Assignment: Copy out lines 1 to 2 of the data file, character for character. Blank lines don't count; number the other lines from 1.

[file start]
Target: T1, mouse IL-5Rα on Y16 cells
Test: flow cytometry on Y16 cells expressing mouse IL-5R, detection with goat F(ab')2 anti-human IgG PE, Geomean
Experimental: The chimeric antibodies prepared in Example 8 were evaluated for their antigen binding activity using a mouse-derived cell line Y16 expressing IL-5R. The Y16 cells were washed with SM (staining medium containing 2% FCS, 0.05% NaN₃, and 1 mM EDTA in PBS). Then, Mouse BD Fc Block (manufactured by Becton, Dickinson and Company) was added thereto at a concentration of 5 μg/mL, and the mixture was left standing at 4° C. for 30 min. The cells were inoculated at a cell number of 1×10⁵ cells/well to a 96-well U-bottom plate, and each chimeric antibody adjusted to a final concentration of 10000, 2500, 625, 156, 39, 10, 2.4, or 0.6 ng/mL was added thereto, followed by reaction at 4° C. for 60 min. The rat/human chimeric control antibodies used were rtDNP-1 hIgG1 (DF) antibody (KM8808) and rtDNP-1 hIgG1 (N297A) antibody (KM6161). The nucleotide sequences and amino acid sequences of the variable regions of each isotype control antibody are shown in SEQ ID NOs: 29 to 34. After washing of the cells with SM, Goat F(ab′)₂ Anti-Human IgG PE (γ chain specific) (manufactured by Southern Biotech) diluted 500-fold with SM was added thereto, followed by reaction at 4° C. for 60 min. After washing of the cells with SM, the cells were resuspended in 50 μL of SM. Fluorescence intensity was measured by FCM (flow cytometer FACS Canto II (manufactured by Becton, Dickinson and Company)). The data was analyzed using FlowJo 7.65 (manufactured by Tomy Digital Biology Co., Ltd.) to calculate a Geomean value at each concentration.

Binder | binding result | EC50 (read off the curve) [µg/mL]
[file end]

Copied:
Target: T1, mouse IL-5Rα on Y16 cells
Test: flow cytometry on Y16 cells expressing mouse IL-5R, detection with goat F(ab')2 anti-human IgG PE, Geomean